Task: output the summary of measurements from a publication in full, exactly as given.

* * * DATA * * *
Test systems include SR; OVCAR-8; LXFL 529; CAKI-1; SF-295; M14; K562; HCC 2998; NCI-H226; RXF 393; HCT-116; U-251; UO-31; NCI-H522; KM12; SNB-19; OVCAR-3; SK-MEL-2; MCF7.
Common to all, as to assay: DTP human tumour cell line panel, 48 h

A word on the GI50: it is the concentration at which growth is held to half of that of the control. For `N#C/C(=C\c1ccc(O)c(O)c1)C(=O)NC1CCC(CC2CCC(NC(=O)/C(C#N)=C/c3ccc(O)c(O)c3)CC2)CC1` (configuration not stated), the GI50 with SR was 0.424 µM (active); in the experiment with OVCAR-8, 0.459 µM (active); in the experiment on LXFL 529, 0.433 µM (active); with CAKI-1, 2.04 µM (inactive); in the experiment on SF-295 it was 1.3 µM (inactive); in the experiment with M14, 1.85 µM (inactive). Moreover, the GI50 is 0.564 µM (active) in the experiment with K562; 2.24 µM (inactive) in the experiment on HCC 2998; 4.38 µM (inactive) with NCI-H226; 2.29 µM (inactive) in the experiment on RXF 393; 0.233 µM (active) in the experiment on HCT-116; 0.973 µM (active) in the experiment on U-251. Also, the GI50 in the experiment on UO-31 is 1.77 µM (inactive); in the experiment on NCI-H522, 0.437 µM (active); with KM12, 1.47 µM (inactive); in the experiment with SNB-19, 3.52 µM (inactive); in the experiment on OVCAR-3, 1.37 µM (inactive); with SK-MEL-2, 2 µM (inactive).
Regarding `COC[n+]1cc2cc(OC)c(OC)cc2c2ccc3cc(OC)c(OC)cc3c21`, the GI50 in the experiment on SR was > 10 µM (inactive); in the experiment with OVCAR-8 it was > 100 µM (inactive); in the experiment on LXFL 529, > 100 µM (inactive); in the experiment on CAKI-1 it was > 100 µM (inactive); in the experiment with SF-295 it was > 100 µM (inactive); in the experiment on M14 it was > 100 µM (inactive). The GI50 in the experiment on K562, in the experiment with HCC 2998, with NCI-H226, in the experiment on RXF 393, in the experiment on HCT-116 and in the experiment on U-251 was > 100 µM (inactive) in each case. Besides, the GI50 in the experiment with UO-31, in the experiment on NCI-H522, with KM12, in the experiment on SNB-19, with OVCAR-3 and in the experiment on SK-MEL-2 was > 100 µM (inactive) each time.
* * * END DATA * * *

Test systems include SR; OVCAR-8; LXFL 529; CAKI-1; SF-295; M14; K562; HCC 2998; NCI-H226; RXF 393; HCT-116; U-251; UO-31; NCI-H522; KM12; SNB-19; OVCAR-3; SK-MEL-2; MCF7.
Common to all, as to assay: DTP human tumour cell line panel, 48 h

A word on the GI50: it is the concentration at which growth is held to half of that of the control. For `N#C/C(=C\c1ccc(O)c(O)c1)C(=O)NC1CCC(CC2CCC(NC(=O)/C(C#N)=C/c3ccc(O)c(O)c3)CC2)CC1` (configuration not stated), the GI50 with SR was 0.424 µM (active); in the experiment with OVCAR-8, 0.459 µM (active); in the experiment on LXFL 529, 0.433 µM (active); with CAKI-1, 2.04 µM (inactive); in the experiment on SF-295 it was 1.3 µM (inactive); in the experiment with M14, 1.85 µM (inactive). Moreover, the GI50 is 0.564 µM (active) in the experiment with K562; 2.24 µM (inactive) in the experiment on HCC 2998; 4.38 µM (inactive) with NCI-H226; 2.29 µM (inactive) in the experiment on RXF 393; 0.233 µM (active) in the experiment on HCT-116; 0.973 µM (active) in the experiment on U-251. Also, the GI50 in the experiment on UO-31 is 1.77 µM (inactive); in the experiment on NCI-H522, 0.437 µM (active); with KM12, 1.47 µM (inactive); in the experiment with SNB-19, 3.52 µM (inactive); in the experiment on OVCAR-3, 1.37 µM (inactive); with SK-MEL-2, 2 µM (inactive).
Regarding `COC[n+]1cc2cc(OC)c(OC)cc2c2ccc3cc(OC)c(OC)cc3c21`, the GI50 in the experiment on SR was > 10 µM (inactive); in the experiment with OVCAR-8 it was > 100 µM (inactive); in the experiment on LXFL 529, > 100 µM (inactive); in the experiment on CAKI-1 it was > 100 µM (inactive); in the experiment with SF-295 it was > 100 µM (inactive); in the experiment on M14 it was > 100 µM (inactive). The GI50 in the experiment on K562, in the experiment with HCC 2998, with NCI-H226, in the experiment on RXF 393, in the experiment on HCT-116 and in the experiment on U-251 was > 100 µM (inactive) in each case. Besides, the GI50 in the experiment with UO-31, in the experiment on NCI-H522, with KM12, in the experiment on SNB-19, with OVCAR-3 and in the experiment on SK-MEL-2 was > 100 µM (inactive) each time.